What is Dual-Coding?

During the 1960s, Canadian psychologist Allan Paivio made an interesting yet seemingly simple observation; he discovered that people found it easier to remember concrete nouns that can be imagined compared to abstract nouns where images were harder to come by.  For example, if I were to present to you a list containing only words likeContinue reading What is Dual-Coding?

A Memory Primer

Memory is essential for learning. In fact, memory is essential for life. Without memory, we would exist in the perpetual present, a void where we are unable to recall a past and incapable of anticipating a future. We wouldn’t recognise our loved ones or be able to plan our futures. And we wouldn’t be ableContinue reading A Memory Primer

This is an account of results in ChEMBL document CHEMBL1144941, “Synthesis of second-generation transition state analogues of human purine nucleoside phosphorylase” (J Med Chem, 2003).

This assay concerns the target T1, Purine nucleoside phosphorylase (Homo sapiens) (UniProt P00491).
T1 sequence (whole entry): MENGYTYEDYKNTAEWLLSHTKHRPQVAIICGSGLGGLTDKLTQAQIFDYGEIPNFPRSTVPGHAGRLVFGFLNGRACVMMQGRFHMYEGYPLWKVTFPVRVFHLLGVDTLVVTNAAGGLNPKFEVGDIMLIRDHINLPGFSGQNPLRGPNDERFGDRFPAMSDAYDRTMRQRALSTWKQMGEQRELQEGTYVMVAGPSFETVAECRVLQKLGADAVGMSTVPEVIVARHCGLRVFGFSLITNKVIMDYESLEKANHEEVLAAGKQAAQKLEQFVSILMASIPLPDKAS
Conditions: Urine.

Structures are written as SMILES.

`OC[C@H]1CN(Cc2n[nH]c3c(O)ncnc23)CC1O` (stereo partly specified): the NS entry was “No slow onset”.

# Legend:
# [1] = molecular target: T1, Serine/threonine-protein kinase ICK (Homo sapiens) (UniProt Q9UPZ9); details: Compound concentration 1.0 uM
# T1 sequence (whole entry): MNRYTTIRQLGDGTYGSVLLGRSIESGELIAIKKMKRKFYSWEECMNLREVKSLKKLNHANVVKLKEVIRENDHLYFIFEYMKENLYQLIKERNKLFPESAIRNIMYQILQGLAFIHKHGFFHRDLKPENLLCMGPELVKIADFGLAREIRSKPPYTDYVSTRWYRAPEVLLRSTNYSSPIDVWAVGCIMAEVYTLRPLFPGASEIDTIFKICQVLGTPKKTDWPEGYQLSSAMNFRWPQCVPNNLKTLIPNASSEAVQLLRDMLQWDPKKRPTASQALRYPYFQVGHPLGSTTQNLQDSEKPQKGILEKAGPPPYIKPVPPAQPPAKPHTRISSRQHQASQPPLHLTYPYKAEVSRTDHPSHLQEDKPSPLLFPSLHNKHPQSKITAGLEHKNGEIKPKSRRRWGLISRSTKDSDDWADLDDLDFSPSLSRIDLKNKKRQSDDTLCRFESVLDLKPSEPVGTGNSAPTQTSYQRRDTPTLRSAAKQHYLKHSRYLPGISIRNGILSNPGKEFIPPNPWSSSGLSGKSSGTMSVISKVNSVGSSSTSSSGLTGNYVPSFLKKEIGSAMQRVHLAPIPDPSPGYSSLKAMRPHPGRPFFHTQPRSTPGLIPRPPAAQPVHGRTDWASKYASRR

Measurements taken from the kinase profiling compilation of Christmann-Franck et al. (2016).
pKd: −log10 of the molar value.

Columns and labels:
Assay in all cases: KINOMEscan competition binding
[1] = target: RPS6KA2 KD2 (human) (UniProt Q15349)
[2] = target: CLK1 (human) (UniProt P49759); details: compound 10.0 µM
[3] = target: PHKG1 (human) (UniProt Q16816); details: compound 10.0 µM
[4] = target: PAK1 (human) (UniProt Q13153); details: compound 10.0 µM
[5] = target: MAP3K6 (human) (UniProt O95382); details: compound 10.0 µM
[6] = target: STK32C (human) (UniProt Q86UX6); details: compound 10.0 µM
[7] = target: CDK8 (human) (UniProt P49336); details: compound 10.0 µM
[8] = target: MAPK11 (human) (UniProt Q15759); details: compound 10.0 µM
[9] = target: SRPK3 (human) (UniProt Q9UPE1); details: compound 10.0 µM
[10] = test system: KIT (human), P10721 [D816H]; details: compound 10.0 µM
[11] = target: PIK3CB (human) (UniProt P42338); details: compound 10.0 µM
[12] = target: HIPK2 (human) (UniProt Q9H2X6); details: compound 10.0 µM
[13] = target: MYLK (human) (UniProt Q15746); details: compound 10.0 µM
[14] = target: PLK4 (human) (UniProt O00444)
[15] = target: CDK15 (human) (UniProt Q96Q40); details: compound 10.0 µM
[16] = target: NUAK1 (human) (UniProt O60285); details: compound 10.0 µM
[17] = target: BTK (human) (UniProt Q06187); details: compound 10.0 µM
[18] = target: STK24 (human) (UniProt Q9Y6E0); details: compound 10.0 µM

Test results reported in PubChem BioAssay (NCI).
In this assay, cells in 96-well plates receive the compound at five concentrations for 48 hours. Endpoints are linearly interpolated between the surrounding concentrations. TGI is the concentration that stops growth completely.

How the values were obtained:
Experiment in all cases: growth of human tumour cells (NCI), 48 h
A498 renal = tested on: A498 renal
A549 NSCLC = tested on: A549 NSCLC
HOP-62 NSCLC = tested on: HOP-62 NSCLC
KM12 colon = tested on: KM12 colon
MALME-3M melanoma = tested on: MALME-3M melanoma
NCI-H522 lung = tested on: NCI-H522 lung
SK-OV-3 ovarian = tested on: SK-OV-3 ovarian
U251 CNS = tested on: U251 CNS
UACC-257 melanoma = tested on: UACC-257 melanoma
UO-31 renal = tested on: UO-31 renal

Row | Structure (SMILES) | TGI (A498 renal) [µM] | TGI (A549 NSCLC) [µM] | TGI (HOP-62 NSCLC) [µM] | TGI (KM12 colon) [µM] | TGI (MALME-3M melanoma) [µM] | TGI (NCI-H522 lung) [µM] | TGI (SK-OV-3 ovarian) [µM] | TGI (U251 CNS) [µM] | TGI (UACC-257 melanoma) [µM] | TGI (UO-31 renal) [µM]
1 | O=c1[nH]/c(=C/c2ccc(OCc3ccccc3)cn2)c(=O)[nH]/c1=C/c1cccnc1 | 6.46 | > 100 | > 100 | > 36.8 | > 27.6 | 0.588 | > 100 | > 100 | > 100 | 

Making Memories

How does our brain go about making memories? And where are such memories kept for later retrieval?

The problem with guessing

(and the need for feedback) Guessing can be a useful strategy. Students might not think they know the answer to a question, but they quite often know what it is not, allowing them to reduce the pool of possible options. In the case of multiple choice questions, the sight of the correct answer can triggerContinue reading The problem with guessing

Schema theory and the nature of learning

Human knowledge is about much more than single concepts or hierarchical structures. Our long-term memories are awash with all sorts of information, from memories related to our own lives to current affairs, theoretical concepts and partially understood ideas.